Table of Contents
Photo: ‘The Rehearsal’
The Difference from ‘Nathan for You’
Things never go as planned in life, but Nathan Fielder will be damned if he doesn’t give it his best shot.
In his new reality series ‘The Rehearsal’ with HBO, Fielder attempts the impossible: accurately predicting the future. But get any ideas about tarot cards or time travel out of your head, because this is Nathan Fielder we’re talking about — graduate of one of Canada’s top business schools (with really good grades).
Yes, the cult leader of the acclaimed series “Nathan for You” is back and in his awkward, giving spirit, he’s here to help. This time around, though, Fielder isn’t interested in founding Dumb Starbucks or inventing a DIY workout plan to help a moving company cut costs. Now, he’s a self-help guru with social anxiety. He wants to help you rehearse something you’ve been putting off — a conversation, motherhood, etc. — but in the only way, Nathan Fielder can: by elaborately simulating the event to every last detail, to exact scale. For Fielder, that means dozens of paid actors, an exact replica of the Alligator Lounge in Williamsburg, and robot babies. Different context, but it’s the same old Nathan Fielder, going to extreme lengths to pull off the seemingly insignificant. But now it’s different. Now, things are personal.
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The difference between “Nathan for You” and “The Rehearsal” is the explicit lengths Fielder is willing to go to mess with someone for comedy. His former show offered ridiculous fixer-upper strategies for struggling businesses, which kept things on the surface, and Fielder’s awkwardness was mostly harmless. It involved real people’s livelihoods, which always kept the show on the exciting razor’s edge of “too far,” but either way the businesses were willing participants, likely to receive a boost from the free advertising regardless of the scheme. Fielder’s awkwardness, if uneasing to his clients, only endeared him to us. Was it sheer ineptitude that led him to double cross a paid actor into showing up at his fiancee’s house with wine and roses? Or was Fielder purposely teasing out the maximum amount of discomfort for everyone? The latter, probably, but there’s really no telling how much of Fielder’s shtick is an act. Either way, it’s hilarious.
By attending to people’s personal issues, ‘The Rehearsal’ pushes the envelope of its potential cruelty, but yields perhaps even more hilarious — and strangely heartfelt — results. It starts with a Craigslist ad: “Is there something you’re avoiding?”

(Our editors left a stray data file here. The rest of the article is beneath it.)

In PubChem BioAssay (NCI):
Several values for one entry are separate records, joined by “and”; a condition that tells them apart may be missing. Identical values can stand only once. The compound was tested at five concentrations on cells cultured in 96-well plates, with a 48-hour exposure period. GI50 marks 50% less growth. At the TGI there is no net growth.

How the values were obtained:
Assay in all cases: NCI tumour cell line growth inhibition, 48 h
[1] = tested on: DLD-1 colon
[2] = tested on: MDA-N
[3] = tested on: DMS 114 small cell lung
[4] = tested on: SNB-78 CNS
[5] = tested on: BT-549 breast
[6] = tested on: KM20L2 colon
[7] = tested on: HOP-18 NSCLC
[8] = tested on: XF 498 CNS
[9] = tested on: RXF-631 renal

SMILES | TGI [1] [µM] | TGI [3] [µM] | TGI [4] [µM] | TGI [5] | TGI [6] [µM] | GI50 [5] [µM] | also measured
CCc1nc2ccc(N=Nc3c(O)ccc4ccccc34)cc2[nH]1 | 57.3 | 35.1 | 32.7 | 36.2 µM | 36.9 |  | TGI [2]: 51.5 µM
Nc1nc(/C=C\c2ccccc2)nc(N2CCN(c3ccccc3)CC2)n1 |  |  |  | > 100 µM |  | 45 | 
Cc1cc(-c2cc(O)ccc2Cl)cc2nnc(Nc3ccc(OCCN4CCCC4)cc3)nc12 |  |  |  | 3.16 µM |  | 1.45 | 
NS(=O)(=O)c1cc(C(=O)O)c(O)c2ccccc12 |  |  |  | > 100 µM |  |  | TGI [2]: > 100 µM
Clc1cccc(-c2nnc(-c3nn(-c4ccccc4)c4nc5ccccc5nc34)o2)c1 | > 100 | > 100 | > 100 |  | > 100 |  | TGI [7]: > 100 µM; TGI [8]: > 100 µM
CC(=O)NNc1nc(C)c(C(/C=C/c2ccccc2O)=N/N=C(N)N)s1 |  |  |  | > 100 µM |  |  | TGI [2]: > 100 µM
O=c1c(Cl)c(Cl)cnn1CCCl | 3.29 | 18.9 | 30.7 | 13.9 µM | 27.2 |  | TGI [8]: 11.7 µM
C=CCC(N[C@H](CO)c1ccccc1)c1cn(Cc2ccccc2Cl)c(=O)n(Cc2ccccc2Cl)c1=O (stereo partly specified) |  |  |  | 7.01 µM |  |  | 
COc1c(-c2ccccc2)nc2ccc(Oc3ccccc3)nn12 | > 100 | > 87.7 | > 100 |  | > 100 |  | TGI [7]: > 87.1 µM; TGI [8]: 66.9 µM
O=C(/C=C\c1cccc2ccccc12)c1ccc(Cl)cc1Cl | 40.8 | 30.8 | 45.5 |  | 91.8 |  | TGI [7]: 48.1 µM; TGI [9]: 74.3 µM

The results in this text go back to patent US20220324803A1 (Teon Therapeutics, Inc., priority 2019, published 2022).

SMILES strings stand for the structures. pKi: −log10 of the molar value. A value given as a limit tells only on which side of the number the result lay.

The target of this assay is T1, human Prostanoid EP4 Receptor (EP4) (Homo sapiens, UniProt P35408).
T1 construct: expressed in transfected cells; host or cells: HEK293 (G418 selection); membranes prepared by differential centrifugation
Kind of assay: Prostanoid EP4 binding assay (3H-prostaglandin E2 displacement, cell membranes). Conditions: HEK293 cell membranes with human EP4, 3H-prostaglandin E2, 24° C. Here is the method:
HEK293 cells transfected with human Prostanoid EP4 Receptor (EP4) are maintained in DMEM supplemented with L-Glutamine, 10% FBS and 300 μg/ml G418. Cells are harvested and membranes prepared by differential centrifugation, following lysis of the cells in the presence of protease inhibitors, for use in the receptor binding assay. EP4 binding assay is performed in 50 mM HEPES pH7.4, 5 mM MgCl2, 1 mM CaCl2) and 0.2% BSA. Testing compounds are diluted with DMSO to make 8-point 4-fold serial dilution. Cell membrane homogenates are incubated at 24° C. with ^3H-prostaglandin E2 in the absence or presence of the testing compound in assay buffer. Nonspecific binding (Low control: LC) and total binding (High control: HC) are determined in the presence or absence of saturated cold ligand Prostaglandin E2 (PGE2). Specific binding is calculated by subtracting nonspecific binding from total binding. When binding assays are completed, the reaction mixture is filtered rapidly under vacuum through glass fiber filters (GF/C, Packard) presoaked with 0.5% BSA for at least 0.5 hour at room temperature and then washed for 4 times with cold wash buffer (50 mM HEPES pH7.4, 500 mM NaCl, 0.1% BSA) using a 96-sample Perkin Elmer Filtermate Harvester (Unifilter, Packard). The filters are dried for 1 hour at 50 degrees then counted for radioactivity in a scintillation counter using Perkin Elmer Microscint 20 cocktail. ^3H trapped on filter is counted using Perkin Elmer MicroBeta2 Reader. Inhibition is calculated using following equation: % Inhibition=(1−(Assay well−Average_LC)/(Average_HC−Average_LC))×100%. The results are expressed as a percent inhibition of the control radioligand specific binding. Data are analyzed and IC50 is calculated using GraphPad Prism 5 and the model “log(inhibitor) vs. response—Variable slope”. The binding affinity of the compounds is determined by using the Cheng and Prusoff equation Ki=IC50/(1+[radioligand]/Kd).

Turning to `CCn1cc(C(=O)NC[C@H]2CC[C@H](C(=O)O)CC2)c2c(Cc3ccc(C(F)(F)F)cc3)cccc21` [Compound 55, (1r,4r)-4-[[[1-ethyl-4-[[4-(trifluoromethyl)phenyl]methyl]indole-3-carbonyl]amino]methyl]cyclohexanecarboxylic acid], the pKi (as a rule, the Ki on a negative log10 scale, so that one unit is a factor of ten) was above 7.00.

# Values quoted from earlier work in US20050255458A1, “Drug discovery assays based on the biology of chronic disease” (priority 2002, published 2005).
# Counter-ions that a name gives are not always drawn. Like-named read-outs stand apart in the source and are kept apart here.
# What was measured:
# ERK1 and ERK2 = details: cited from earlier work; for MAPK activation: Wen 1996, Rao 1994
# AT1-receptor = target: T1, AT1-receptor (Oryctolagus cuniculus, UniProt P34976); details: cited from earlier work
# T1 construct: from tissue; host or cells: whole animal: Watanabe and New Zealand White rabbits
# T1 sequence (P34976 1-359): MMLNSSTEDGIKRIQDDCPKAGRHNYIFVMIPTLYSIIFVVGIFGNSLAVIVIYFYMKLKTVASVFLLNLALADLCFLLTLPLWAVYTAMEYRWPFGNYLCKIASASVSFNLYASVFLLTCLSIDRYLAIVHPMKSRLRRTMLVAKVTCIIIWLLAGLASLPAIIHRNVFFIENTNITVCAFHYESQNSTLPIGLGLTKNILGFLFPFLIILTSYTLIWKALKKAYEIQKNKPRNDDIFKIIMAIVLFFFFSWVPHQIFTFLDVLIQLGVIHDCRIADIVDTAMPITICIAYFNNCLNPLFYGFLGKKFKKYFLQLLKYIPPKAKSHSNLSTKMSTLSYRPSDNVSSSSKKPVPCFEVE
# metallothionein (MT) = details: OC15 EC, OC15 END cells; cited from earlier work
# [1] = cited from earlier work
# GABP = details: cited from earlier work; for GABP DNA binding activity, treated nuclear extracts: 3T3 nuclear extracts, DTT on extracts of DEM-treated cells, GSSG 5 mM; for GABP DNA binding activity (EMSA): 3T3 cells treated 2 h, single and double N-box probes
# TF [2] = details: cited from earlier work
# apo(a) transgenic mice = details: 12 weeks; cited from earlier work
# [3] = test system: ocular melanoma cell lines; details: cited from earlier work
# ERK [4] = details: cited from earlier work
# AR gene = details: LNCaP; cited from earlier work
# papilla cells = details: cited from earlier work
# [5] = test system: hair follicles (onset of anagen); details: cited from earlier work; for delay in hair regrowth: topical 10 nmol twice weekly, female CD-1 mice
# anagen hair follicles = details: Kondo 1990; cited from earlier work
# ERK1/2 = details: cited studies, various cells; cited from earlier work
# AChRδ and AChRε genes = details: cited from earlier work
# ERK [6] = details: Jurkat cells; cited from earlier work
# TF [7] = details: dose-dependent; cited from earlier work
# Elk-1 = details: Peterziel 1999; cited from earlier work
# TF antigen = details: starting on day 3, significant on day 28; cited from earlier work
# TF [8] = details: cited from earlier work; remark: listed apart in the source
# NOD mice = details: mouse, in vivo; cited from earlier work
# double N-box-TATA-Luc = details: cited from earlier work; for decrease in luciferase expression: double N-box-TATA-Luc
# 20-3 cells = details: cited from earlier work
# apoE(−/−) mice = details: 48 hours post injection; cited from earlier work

‘The Rehearsal’ – The Premise and Characters
Kor, a trivia aficionado, feels he needs to come clean to his trivia team about his educational background (he only has a bachelor’s, not a master’s). After a few minutes of the stiffest introductory niceties, you’ll ever see between two people, Fielder reveals that every joke, every step around Kor’s apartment, was a meticulous calculation. “I’ve been told my personality can make people uncomfortable, so I have to work to offset that,” says Fielder in a voiceover. “Humor is my go to instinct, but every joke is a gamble.” So in a way that makes sense only to him, he’d set out to reduce that gamble. He’d sent an undercover team to Kor’s apartment weeks ago to blueprint his apartment, creating a life-size replica of his apartment down to the books on the bookshelf. Interspersed between his real-life conversation with Kor, we see Fielder, with an actor, honing the conversation to a t, controlling for variables, and preparing for potential blow-ups or diversions. This is what Fielder offers Kor: a scientific approach to personal connection.
Kor accepts, and the cringing begins. The problem with “The Rehearsal” is also its greatest strength. The subjects agreeing to Fielder’s terms and cameras are easy comedic prey because they have made themselves vulnerable enough to admit they need “professional” help with their personal decisions. Fielder interacts with them in three ways: as an Actor, a Voiceover, and a Director. The Actor, for the most part, carries out the will of the Director, intent on teasing out the maximum amount of absurdity, while the Voiceover convinces you in his deadpan delivery that it’s all in genuine service of his client. There’s no doubt it’s manipulative, but it’s all a question of whether the entertainment outweighs the harm. Kor, for instance, offers raw insight into his life, believing the gaze of the cameras is benevolent, here to document Fielder’s revolutionary system. In one scene, Fielder wants to bond with Kor as they undertake his rehearsal, so they head to the shooting range (because Kor’s last name is “Skeet”). Dubbed over footage of the pair missing every disc, Fielder the Voiceover reveals he’d had the guns filled with blanks “in the hopes of a moment of bonding because we were both bad at this.”